1) The passive forecheck is employed all over the league, and has been for decades. Roughly half of all NHL teams use a 1-3-1 forecheck in their gameplan. The 70s Canadiens, the 80s Oilers, the 90s Red Wings – they all used a version of this system when necessary to win Stanley Cups.

2) The Lightning, for all the hoopla for employing a defensive system that’s ruining the game, sat 23rd this morning in the league in goals against per game; 24th in the league in shots against per game. We’re not exactly talking about a New Jersey Devils-esque juggernault when it comes to squeezing scoring opportunities out of the game.

Let’s remember, the NHL culture doesn’t exactly embrace innovation comfortably.

Lightning coach Guy Boucher, with his approach to the 1-3-1 system, his degree in sports psychology and his willingness to think differently about practices, off-days etc, is seen as a bit of an outsider. He’s made himself and his team a target for being different.

But he’s also doing what it takes for the Lightning to win games.

There are ways to beat the trap – by exiting the defensive zone with speed, or by moving the puck horizontally across the ice rather than vertically. That the Flyers chose to do neither, and simply stand around, was certainly a statement.

It was also absolutely ineffective, as Philadelphia lost the game 2-1.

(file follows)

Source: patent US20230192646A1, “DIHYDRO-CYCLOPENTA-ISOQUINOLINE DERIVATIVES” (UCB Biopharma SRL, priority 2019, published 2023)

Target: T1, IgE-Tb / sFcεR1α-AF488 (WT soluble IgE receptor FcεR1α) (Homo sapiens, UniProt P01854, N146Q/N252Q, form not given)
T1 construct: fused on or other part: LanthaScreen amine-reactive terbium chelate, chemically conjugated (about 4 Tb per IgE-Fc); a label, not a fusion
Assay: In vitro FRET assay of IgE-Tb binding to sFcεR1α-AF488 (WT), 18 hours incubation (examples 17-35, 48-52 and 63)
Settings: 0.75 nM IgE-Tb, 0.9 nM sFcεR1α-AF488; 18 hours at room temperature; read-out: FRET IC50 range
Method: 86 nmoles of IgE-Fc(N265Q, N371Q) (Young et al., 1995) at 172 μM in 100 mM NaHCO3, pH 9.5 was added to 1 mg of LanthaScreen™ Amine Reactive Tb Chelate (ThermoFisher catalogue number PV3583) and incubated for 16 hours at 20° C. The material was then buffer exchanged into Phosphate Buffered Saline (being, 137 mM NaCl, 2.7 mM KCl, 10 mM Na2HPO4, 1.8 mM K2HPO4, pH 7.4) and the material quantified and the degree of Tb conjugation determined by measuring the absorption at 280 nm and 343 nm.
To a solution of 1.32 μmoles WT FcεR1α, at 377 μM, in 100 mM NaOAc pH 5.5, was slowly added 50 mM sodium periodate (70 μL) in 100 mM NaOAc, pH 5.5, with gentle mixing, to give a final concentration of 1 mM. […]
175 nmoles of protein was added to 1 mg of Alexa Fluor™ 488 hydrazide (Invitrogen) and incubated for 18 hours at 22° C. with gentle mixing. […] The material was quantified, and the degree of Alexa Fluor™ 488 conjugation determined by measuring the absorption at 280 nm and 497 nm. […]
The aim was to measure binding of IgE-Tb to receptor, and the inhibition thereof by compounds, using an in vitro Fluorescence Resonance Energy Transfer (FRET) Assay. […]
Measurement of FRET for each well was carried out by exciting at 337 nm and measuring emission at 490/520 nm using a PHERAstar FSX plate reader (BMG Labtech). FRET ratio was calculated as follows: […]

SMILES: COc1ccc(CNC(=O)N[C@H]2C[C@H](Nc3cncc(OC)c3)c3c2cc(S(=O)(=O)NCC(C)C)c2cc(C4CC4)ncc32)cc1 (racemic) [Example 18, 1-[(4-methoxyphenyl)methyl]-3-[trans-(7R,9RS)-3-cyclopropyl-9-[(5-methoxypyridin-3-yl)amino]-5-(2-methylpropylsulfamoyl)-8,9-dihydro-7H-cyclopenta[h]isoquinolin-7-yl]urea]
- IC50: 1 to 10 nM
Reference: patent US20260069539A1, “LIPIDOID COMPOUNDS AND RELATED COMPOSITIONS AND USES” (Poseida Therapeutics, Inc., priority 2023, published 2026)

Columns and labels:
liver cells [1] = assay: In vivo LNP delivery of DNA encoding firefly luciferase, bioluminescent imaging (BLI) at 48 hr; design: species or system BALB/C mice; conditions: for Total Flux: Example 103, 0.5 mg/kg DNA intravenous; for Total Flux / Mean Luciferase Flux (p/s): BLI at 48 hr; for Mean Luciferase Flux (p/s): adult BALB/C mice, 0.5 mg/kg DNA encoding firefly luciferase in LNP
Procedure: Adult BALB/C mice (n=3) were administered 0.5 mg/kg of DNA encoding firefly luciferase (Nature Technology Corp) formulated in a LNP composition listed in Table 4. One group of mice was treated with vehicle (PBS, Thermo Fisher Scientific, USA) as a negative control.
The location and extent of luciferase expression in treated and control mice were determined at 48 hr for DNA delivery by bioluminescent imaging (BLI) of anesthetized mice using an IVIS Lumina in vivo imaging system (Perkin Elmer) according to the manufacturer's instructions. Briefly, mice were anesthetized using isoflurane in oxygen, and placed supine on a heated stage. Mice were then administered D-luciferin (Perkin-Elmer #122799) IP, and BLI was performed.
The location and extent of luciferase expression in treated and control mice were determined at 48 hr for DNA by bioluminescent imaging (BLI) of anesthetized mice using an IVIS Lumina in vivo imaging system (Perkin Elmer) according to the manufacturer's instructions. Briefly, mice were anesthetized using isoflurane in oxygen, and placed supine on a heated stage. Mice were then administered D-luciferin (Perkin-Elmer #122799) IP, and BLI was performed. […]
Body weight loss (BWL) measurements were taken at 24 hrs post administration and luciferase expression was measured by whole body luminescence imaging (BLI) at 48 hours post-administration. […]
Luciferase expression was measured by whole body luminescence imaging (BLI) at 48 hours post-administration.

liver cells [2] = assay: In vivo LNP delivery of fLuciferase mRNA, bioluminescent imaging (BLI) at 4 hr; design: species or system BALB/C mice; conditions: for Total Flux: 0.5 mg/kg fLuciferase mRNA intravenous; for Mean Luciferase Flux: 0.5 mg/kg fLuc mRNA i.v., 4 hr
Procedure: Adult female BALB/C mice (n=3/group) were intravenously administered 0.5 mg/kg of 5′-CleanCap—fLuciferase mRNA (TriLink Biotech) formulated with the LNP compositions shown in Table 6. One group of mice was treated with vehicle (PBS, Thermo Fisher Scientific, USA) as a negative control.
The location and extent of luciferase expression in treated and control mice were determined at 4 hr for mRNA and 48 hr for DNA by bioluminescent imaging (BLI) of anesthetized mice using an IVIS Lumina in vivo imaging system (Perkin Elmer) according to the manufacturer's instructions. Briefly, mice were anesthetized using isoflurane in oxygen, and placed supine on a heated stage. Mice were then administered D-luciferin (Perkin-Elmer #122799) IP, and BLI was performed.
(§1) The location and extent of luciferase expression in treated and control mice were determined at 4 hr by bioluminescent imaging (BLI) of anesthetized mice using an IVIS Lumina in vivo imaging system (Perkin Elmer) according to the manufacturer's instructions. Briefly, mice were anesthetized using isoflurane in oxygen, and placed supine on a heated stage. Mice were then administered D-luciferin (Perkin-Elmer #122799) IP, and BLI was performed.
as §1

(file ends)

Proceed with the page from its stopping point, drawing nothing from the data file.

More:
Any debate that leads to more goals and more excitement in the NHL game is a positive thing.

But the Lightning shouldn’t be vilainized for their approach to the game.

The Flyers are just as much at fault, by basically refusing to compete.

THOUGHTS ON THE FLY

  • Loved this “how to beat the trap” diagram. Works great if, you know, everyone defending stands still.
  • So players on the Florida Panthers were tweeting about how cold it was in Winnipeg before their game against the Jets? It’s only November guys. There are still folks at the corner of Portage and Main in t-shirts. Can’t wait to read to read the tweets before their next visit to Manitoba January 21st.
  • One pro scout’s assessment of the Taylor Hall vs. Tyler Seguin debate:  ”For me, Seguin is more creative with the puck. I actually wrote in one of my reports that Seguin, if he doesn’t have a shot, he’s got enough poise to make a play to a teammate. I don’t know if Hall has that ability. Hall is going to beat you north-south with his speed and quickness down low. Seguin’s got a little more dimension to his game from a creativity standpoint.”
  • Magnus Paajarvi has become a healthy scratch in Edmonton. Other sophomores struggling: Buffalo’s Tyler Ennis (0 points), Anaheim’s Cam Fowler (-6 despite a greater focus on the defensive side of the game), New Jersey’s Mattias Tedenby (0 goals, 3 assists).